Description: “The acquisition of new skills in adulthood can positively affect an individual’s quality of life, including their earning potential. In some cases, such as the learning of literacy in developing countries, it can provide an avenue to escape from poverty. In developed countries, job retraining in adulthood contributes to the flexibility of labour markets. For all adults, learning opportunities increase participation in society and family life. However, the popular view is that adults are less able to learn for an intrinsic reason: their brains are less plastic than in childhood. In this article, we review what is currently known from neuroscience research about how brain plasticity changes with age, with a particular focus on the ability to acquire new skills in adulthood. Anchoring our review in the examples of the adult acquisition of literacy and new motor skills, we address five specific questions: (1) Are sensitive periods in brain development relevant to learning complex educational skills like literacy? (2) Can adults become proficient in a new skill? (3) Can everyone learn equally effectively in adulthood? (4) What is the role of the learning environment? (5) Does adult education cost too much? We identify areas where further research is needed and conclude with a summary of principles for enhancing adult learning now established on a neuroscience foundation.”
Thomas, M. S. C. & Knowland, V. C. P. (April, 2014). Modelling mechanisms of persisting and resolving delay in language development. Journal of Speech, Language, and Hearing Research.
Description: “Purpose: This study employed neural network modeling to investigate the possible mechanistic basis of developmental language delay and test the viability of the hypotheses that persisting delay (PD) and resolving delay (RD) lie on a mechanistic continuum with normal development. Method: A population modeling approach was used to study individual rates of development in 1000 simulated individuals acquiring a notional language domain (here represented by English past tense). Variation was caused by differences in internal neurocomputational learning parameters, as well as the richness of the language environment. An early language delay group was diagnosed and individual trajectories then traced. Results: Quantitative variations in learning mechanisms were sufficient to produce PD and RD subgroups in similar proportions to empirical observations. In the model, persistent language delay was caused by limitations in processing capacity, while resolving delay was caused by low plasticity. Richness of the language environment did not predict the emergence of PD, but did predict the final ability levels of individuals with RD. Conclusion: Mechanistically, it is viable that PD and RD are only quantitatively different. There may be an interaction between environmental factors and outcome groups, with individuals with RD influenced more by the richness of the language environment.”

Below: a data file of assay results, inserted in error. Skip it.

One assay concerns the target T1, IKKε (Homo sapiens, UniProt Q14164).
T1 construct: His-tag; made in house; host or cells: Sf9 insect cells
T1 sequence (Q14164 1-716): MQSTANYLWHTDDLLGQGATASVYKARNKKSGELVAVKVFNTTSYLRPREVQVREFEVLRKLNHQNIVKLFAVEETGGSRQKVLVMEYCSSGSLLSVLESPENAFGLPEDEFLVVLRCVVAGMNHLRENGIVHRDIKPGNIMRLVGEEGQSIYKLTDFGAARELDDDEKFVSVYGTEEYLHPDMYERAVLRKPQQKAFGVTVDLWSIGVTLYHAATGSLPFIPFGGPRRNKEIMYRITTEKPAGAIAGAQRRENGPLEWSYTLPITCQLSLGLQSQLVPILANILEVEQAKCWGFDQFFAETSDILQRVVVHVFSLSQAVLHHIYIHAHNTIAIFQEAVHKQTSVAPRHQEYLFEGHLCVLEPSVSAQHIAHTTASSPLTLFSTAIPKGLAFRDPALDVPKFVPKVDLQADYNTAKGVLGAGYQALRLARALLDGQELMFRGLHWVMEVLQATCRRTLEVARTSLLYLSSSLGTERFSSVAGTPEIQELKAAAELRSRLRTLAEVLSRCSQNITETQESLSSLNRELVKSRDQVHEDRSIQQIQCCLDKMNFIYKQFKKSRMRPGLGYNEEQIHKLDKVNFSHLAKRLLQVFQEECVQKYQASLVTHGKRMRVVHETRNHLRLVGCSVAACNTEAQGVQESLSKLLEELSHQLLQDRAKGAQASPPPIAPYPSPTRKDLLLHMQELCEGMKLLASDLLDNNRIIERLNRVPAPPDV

On May 14, the American Association for the Advancement of Science hosted a one day symposium on neuroscience and education: “This day-long symposium, co-sponsored by AAAS and the Potomac Institute for Policy Studies, exposed the AAAS Fellows, and other attendees, to the emerging field of Educational Neuroscience (also known as Mind Brain and Education or Neuroeducation) and how new research in neuroscience and psychology can make a difference in how we teach and learn. Neuroscience and its relationship to policy has also been a popular topic in the media recently, as seen by the multiple articles in the New York Times, the Washington Post, Time Magazine, Science, etc. following President Obama’s announcement of the BRAIN Initiative.”
The keynote presentation was given by Mariale Hardimanand speakers included Laura-Ann Petitto, Guinevere Eden, Brett Miller, Laurie Cutting, Robert Slavin, and Layne Kalbfleisch.
The program for the symposium can be found here, and materials from the symposium, including videos and slide presentations, can be found here.
CEN researchers Iroise Dumontheil and Michael Thomas are part of a team which this week launched a study to investigate the effects of mobile phone use in teenagers. The study, led by Imperial College, was commissioned by the Department of Health and funded by Government and industry. It will will investigate whether mobile phones and wireless technologies affect children’s cognitive development. The study will track 2,500 11- and 12-year-olds from September, examining their cognitive ability – thinking skills, memory and attention – and then repeat the tests in 2017. See here for BBC coverage of the study launch.
Upcoming external seminar: Dr. Roi Cohen Kadosh, University of Oxford:
“Can Neuroscience Enhance Academic Achievements?”
Venue: Room B18, Birkbeck College Main Building, Malet Street, London WC1E 7HX